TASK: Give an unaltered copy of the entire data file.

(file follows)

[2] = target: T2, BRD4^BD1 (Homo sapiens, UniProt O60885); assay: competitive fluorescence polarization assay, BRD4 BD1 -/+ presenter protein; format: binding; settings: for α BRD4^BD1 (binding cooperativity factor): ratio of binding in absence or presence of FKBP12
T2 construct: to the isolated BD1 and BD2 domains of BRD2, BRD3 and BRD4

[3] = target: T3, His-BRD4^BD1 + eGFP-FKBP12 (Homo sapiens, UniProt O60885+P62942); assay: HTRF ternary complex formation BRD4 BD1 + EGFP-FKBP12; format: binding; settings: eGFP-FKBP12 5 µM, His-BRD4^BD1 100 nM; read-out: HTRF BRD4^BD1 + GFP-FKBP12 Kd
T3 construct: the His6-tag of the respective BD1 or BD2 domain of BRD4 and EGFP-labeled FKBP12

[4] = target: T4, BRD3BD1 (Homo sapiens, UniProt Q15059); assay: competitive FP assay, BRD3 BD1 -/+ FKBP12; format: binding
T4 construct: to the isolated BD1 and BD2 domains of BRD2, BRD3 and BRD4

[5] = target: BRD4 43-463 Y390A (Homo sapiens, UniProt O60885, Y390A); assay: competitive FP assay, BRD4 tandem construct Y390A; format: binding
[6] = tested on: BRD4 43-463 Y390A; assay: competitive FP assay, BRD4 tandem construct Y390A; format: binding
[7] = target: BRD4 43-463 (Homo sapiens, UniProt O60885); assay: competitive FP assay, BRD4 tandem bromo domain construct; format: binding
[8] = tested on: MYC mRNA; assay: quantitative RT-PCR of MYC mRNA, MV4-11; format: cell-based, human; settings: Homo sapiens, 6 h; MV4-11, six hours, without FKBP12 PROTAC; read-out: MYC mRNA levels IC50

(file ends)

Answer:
[2] = target: T2, BRD4^BD1 (Homo sapiens, UniProt O60885); assay: competitive fluorescence polarization assay, BRD4 BD1 -/+ presenter protein; format: binding; settings: for α BRD4^BD1 (binding cooperativity factor): ratio of binding in absence or presence of FKBP12
T2 construct: to the isolated BD1 and BD2 domains of BRD2, BRD3 and BRD4

[3] = target: T3, His-BRD4^BD1 + eGFP-FKBP12 (Homo sapiens, UniProt O60885+P62942); assay: HTRF ternary complex formation BRD4 BD1 + EGFP-FKBP12; format: binding; settings: eGFP-FKBP12 5 µM, His-BRD4^BD1 100 nM; read-out: HTRF BRD4^BD1 + GFP-FKBP12 Kd
T3 construct: the His6-tag of the respective BD1 or BD2 domain of BRD4 and EGFP-labeled FKBP12

[4] = target: T4, BRD3BD1 (Homo sapiens, UniProt Q15059); assay: competitive FP assay, BRD3 BD1 -/+ FKBP12; format: binding
T4 construct: to the isolated BD1 and BD2 domains of BRD2, BRD3 and BRD4

[5] = target: BRD4 43-463 Y390A (Homo sapiens, UniProt O60885, Y390A); assay: competitive FP assay, BRD4 tandem construct Y390A; format: binding
[6] = tested on: BRD4 43-463 Y390A; assay: competitive FP assay, BRD4 tandem construct Y390A; format: binding
[7] = target: BRD4 43-463 (Homo sapiens, UniProt O60885); assay: competitive FP assay, BRD4 tandem bromo domain construct; format: binding
[8] = tested on: MYC mRNA; assay: quantitative RT-PCR of MYC mRNA, MV4-11; format: cell-based, human; settings: Homo sapiens, 6 h; MV4-11, six hours, without FKBP12 PROTAC; read-out: MYC mRNA levels IC50